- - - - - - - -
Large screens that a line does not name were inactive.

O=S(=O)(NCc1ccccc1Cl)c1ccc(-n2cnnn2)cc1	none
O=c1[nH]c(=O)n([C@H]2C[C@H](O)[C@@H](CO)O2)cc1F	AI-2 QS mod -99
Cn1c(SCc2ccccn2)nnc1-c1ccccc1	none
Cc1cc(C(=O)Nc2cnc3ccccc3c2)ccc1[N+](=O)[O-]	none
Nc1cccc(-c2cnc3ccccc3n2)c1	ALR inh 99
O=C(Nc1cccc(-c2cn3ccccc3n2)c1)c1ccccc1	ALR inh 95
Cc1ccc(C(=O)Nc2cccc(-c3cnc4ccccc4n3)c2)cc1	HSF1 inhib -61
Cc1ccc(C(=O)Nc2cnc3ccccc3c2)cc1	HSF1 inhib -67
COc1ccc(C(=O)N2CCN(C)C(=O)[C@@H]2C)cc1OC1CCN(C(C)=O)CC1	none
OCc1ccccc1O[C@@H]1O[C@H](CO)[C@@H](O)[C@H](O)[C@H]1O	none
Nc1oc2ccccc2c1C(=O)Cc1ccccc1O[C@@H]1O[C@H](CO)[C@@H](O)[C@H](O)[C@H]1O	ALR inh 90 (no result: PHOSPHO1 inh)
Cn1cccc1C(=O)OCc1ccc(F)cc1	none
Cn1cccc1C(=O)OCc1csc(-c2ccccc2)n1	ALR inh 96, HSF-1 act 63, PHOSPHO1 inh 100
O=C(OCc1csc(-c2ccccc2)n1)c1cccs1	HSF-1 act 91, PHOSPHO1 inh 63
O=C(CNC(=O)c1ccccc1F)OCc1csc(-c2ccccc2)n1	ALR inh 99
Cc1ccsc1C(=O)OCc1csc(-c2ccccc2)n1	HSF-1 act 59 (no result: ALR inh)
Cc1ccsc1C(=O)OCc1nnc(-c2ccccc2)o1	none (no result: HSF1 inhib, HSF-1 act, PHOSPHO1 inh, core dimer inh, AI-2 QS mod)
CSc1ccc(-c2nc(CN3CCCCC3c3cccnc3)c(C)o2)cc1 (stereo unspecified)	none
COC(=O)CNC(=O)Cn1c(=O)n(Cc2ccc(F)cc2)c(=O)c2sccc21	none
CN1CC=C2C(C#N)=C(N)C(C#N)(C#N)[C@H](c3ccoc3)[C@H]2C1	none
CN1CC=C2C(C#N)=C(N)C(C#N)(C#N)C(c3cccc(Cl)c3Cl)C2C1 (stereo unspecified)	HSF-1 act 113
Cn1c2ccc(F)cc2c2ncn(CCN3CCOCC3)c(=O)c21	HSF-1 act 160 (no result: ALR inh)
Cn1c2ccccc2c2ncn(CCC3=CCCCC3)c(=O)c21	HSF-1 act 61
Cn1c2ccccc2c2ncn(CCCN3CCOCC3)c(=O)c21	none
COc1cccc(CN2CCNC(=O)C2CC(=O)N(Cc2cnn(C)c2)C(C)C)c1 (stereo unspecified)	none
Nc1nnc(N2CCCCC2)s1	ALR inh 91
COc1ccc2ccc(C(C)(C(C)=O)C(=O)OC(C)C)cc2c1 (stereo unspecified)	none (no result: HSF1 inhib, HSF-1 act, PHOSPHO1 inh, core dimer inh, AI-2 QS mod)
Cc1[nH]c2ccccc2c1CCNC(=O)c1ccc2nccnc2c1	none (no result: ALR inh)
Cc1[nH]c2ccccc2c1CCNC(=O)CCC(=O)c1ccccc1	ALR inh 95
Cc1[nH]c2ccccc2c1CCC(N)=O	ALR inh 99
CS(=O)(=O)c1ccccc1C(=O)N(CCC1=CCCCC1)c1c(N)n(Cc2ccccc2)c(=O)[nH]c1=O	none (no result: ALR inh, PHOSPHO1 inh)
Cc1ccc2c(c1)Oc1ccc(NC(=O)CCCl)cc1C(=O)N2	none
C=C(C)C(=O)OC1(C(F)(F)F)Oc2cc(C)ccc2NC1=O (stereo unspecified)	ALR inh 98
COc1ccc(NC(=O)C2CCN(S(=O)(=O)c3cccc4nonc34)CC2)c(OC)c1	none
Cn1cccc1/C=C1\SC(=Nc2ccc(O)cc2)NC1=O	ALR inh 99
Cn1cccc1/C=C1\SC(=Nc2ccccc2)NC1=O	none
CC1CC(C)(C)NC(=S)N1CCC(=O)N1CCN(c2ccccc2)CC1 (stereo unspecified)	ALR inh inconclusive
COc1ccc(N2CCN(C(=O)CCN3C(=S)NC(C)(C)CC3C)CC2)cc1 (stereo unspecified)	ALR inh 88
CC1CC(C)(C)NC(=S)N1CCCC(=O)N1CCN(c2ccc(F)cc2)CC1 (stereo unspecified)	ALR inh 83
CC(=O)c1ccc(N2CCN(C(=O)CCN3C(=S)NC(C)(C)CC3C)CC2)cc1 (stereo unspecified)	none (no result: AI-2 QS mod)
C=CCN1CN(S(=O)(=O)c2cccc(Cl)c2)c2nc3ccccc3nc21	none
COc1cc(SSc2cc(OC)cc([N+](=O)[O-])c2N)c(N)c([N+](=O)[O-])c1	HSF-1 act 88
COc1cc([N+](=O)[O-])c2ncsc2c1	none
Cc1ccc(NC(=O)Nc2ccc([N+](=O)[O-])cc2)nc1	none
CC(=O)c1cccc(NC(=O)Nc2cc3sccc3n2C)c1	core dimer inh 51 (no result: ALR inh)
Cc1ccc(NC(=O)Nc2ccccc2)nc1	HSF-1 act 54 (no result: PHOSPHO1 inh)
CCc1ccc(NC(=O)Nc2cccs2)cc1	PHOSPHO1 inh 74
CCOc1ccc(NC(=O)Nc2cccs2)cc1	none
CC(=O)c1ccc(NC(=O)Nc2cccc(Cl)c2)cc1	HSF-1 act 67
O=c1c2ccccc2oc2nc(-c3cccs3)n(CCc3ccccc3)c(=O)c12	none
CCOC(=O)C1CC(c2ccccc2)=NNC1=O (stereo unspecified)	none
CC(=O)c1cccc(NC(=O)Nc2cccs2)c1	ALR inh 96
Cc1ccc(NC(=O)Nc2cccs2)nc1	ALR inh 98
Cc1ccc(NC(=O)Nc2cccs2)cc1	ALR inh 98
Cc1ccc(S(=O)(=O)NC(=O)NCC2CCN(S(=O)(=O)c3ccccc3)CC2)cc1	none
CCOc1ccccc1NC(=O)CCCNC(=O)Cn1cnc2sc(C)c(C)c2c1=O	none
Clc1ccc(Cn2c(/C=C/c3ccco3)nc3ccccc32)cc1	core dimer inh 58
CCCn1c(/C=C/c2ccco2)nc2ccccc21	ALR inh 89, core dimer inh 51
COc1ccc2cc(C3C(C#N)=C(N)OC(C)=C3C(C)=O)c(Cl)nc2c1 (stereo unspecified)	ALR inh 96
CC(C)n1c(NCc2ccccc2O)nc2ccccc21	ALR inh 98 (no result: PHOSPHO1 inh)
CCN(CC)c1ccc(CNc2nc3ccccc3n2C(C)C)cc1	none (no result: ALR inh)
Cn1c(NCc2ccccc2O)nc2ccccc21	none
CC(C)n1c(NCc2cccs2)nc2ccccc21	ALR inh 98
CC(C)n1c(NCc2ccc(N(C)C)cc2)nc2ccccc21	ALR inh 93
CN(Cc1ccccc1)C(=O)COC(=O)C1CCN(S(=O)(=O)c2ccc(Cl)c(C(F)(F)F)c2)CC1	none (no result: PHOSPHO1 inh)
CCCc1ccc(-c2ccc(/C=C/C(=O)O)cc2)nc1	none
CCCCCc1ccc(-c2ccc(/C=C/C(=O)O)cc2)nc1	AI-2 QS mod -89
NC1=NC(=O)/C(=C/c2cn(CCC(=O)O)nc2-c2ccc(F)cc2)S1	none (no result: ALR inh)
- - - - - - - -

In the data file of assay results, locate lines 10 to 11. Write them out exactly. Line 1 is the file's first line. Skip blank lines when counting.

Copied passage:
COc1ccc(C(=O)N2CCN(C)C(=O)[C@@H]2C)cc1OC1CCN(C(C)=O)CC1	none
OCc1ccccc1O[C@@H]1O[C@H](CO)[C@@H](O)[C@H](O)[C@H]1O	none